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I am in the process of converting a small static website with 5 pages into a WordPress site.

I have created a custom theme and created the pages (Home, About Us etc) from the Wp backend.

I have pasted the HTML code of the static pages to the corresponding pages in the Wp backend. For instance, I have created a page called 'About Us' in Wp backend and pasted the content of the old static About Us page into this new page via the WP visual code editor. I did the same for the other pages like Home, Services etc.

The problem that I find is that in order to make some edits to the code, I have to first edit it in Wp visual editor, change the CSS via my sublime text and then view the result in the browser. If one the other hand, I create a file called page-about.php in the template folder and paste the HTML in this file, I can edit the HTML and CSS in sublime like I normally do but the client won't be able to edit the page from the backend.

How do I make the pages editable from the Wp backend for the client but also make it easy for me to edit the code if needed?

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This is a little bit of a "finding the right balance" kind of question. You are struggling with the balance that all custom theme developers must work with.

At the one end of the spectrum your content area just spits out the_content() and all of the content formatting and control is up to the user (or you, on the backend, if you are doing it for them). You put a ton of burden on the little WYSIWYG editor in WordPress (TinyMCE).

At the other end is keeping the content area HTML in your template and just letting them put in specific pieces of information on the editor.

From your question, I think you are maybe missing just that last bit. How do you let them put in the content while controlling the HTML in the page template?

There's no single right answer, but a lot of developers use post meta data to do it. So if you're doing a "Meet the Staff" page with name, title, photo, and a short bio for all of the staff members, you'd set up specific custom meta fields to track just those pieces of data.

Then, in your page template, you inject that meta data into the right places within your HTML structure, using PHP to create loops (i.e. you repeat the HTML for each staff member).

There are some extremely helpful plugins to do that approach. Advanced Custom Fields is maybe the most common -- you define which fields go where, and accessing them on your page template is as easy as get_field('____'). The PRO version is the best deal in WordPress - $100 for all your sites, for life.

In our example, we'd create a field group that looks like this:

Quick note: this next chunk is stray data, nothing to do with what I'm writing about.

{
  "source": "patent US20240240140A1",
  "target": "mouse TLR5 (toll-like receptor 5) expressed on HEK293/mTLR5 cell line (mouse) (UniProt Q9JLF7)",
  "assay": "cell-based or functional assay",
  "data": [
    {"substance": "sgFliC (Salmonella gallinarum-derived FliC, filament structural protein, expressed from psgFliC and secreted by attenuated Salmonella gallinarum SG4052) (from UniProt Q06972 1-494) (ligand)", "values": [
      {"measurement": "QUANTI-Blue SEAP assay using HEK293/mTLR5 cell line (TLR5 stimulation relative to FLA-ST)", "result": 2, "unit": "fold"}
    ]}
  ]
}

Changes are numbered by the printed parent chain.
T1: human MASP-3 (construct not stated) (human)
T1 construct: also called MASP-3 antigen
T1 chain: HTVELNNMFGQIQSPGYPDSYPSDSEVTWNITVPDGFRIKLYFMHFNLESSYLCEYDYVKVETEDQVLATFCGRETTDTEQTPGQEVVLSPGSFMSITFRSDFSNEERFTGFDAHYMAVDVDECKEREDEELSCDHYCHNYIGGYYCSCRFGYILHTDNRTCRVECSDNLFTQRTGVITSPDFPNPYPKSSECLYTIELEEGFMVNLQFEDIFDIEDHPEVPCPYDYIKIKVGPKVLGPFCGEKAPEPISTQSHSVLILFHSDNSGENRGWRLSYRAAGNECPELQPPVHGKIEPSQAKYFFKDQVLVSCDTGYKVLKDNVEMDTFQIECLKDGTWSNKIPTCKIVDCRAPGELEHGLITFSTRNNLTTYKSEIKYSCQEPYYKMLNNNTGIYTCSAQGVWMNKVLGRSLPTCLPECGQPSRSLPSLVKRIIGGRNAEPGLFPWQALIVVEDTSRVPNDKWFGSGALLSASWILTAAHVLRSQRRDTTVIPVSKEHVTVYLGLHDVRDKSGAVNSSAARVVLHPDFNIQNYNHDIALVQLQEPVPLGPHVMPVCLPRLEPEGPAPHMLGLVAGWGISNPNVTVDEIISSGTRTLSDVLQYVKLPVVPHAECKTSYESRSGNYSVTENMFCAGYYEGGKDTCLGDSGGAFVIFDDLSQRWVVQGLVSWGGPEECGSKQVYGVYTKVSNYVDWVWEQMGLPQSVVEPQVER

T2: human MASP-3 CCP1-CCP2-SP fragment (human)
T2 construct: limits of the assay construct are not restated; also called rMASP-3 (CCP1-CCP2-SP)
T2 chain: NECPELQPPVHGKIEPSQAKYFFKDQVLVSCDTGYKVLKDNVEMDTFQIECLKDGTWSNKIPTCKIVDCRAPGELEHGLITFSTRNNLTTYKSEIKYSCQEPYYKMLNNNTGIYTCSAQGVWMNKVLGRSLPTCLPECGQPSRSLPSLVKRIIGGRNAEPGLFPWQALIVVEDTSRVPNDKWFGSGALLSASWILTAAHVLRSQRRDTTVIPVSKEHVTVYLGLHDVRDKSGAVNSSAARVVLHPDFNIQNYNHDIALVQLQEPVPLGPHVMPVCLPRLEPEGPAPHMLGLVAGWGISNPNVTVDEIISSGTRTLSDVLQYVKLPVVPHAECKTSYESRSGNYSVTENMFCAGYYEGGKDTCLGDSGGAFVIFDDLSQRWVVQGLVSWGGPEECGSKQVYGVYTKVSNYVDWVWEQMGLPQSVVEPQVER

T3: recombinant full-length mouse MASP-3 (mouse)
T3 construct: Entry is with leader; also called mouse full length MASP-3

• Staff Member (Repeater Field)
    • Name (Text field)
    • Title (Text field)
    • Photo (Photo field, set to return ID)
    • Bio (Textarea field)

(Field group assigned to pages that have the template, "Meet the Team".)

When editing the meet the team page, you'd see those 4 fields, and since it's a repeater you can duplicate them as many times as you want.

In your page template file (i.e. page-meet-the-team.php), you'd loop through that data.

//do we have any staff members?
if ( have_rows( 'staff_member' ) ):

    //loop through each staff member
    while ( have_rows( 'staff_member' ) ) : the_row();

        //pull the fields for each iteration of the loop
        $staff_name = get_sub_field( 'name' );
        $staff_title = get_sub_field( 'title' );
        $staff_photo_id = get_sub_field( 'photo' );
        $staff_bio = get_sub_field( 'bio' );

        //set up the photo if it was set
        $staff_photo = $staff_photo_id ? wp_get_attachment_img( $staff_photo_id, 'medium' ) : '';

        echo "<div class='staff-member'>";
        echo "<h3 class='staff-member__name'>$staff_name</h3>";
        echo "<h4 class='staff-member__title'>$staff_title</h4>";
        if( $staff_photo ){
            echo "<div class='staff-member__photo-container'>$staff_photo</div>";
        }
        echo "<p class='staff-member__bio'>$staff_bio</p>";
        echo "</div><!-- /.staff-member -->";

    endwhile;

endif;

So we've set up custom fields with ACF, used them to put in dynamic content on a page, and then looped through that data and spit it out on our page template. The end user doesn't see almost any of that -- they just open the page, and type in their content. You do the heavy lifting for them, as you should.

So all of that might be taking what you thought was a small job (throwing some HTML into a WordPress theme) and turning it into a complex one (defining fields, creating templates, etc.). You may decide it's not worth that and just keep the site more static like one of the ways you've tried. There's nothing wrong with that.

To be honest, your question is a huge part of the reason that Gutenberg was created. It gives the backend editor a ton of more flexibility for defining the content area. It might not be quite so helpful for your specific situation, because you are converting an existing static site that wasn't built around blocks like Gutenberg's.

  • the_hobbes - Thank you for your detailed answer. I have been trying out the ACF plugin and since I don't have the PRO version, the repeater field is not available. So for the Staff Member example that you have used, I would have to create field labels like staff name 1, staff name 2, staff name 3 etc. and print them out individually without using a loop right? Or is there a better way to do this? – Sid Jan 7 '19 at 17:30
  • Yep, that's how I used to do it before I had Pro. There are also other plugins that manipulate meta data like ACF does, it's just the one I'm familiar with and like, and is probably the most popular. – tmdesigned Jan 8 '19 at 11:49

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